You could walk past Calia in Pavilion Kuala Lumpur and think it was simply a small store for fancy organic perishables and wine, and I wouldn’t blame you for it.
Tucked away deeper into the store is where the bustle of the Australian restaurant-to-retail brand’s patrons are, hidden from the prying eyes of passersby with aptly placed shelves and staff counters at the forefront.
On a Monday afternoon well past lunch time, the store was still as packed as can be during the RMCO.
The reservation based restaurant finally opened on June 19, 2020 after a 6-month delay due to the pandemic, with some trepidation over the response it would get.
However, in the first month of its opening, Calia has served almost 12,000 guests, with its sales and customer numbers increasing to the point where online reservations were fully booked for 2 weeks in advance.
492 Reservations Made In 1 Hour
Jason Chang, CEO and co-founder of Calia told us, “We originally didn’t have a reservation system in place as we were unsure of what the response would be for our opening during a pandemic, but we had waitlists and queues from between 2-3 hours, so we decided that a reservations systems would be best to implement.”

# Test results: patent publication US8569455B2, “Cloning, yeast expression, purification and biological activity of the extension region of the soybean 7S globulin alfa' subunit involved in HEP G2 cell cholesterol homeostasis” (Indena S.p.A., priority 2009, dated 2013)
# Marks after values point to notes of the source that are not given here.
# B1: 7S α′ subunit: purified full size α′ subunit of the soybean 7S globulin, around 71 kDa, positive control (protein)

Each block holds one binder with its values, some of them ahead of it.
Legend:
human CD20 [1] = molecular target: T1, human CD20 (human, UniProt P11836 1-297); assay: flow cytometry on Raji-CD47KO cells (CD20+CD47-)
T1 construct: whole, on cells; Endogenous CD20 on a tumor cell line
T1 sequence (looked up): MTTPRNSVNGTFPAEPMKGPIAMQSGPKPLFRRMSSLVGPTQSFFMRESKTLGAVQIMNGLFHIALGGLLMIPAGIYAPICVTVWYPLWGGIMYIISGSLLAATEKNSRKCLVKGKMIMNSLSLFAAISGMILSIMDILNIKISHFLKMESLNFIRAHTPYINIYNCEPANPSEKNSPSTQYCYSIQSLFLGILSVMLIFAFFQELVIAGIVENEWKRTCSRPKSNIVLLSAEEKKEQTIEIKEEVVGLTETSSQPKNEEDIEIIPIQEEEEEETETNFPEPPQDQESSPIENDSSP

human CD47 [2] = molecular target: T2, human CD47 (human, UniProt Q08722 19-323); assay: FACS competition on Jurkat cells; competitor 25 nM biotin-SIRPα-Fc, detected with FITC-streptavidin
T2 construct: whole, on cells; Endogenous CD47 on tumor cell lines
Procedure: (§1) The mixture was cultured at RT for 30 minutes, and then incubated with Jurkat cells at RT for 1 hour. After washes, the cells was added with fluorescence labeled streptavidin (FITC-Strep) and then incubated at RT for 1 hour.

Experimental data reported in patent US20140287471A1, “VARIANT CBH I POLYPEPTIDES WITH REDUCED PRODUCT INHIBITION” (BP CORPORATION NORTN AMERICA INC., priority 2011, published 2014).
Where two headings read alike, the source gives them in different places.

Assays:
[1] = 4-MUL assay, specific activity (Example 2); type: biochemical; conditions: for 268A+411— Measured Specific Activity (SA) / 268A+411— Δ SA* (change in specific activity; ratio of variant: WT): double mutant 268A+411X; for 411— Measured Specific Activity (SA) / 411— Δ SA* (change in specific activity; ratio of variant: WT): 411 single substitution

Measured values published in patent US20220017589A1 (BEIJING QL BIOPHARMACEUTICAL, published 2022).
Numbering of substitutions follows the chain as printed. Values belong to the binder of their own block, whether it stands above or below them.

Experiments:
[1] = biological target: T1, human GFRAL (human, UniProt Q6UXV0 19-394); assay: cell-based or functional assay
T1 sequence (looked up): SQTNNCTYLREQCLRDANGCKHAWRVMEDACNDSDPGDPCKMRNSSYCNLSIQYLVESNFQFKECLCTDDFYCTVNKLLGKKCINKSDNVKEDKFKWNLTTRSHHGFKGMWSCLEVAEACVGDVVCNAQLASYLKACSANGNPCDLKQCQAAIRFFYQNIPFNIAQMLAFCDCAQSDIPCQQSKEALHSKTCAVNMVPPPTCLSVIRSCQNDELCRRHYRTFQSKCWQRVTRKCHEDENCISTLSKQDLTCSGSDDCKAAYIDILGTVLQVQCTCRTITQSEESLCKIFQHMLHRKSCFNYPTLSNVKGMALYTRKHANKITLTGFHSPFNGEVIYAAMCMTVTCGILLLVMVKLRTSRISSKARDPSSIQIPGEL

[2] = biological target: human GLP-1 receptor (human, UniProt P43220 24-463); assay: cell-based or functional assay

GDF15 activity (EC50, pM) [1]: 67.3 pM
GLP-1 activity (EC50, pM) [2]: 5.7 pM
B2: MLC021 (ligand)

“When we launched our reservation system at 9PM on Thursday, July 2, we had 492 reservations within 1 hour.”
As impressive as the above numbers may sound, they still have much room to grow, as Calia’s stores back in Melbourne served approximately 10,000 guests a week, pre-lockdown.
Before this, Calia usually receives 50-100 licence agreement enquiries a month to open outlets in cities around the world.
20% of them were from Malaysia, which gave Jason and his team confidence that there was demand for it in KL.
When they finally decided to open up their first international outlet, the two final contenders on their shortlist were Singapore and Malaysia.
“We were looking at more of a phased global rollout and expansion rather than one where we open multiple international stores instantaneously,” Jason said.
“What it came down to in the end was the calibre of partners who we have in Malaysia.”
To bring Calia Malaysia to fruition, they partnered with Michael Fong of CPI Food Concept that boasts brands like Rocku Yakiniku and Fei Fan Hotpot, and Lyn Siew of Ruyi & Lyn and YU by Ruyi.
“Michael and Lyn are experts in their hospitality field in KL and Malaysia, and I couldn’t think of better partners to work with to launch Calia in Malaysia,” Jason praised.
Plans The Pandemic Put A Stop To
One thing that Jason lamented about Calia Malaysia’s opening was that he couldn’t mingle with customers and staff on the floor.
Ideally, he also would’ve loved to fly over their Melbourne team to work with the Malaysian team, but travel restrictions made it impossible.
Their Michelin Star Chef Francisco Araya was also unable to assist the team here with opening training and preparations as per their original plans.
These aren’t the only hitches in their operations that COVID-19 has caused as their current supply of international products such as fish, uni and wagyu from Japan has also been reduced. Thus, they’ve sold out of wagyu before on numerous occasions.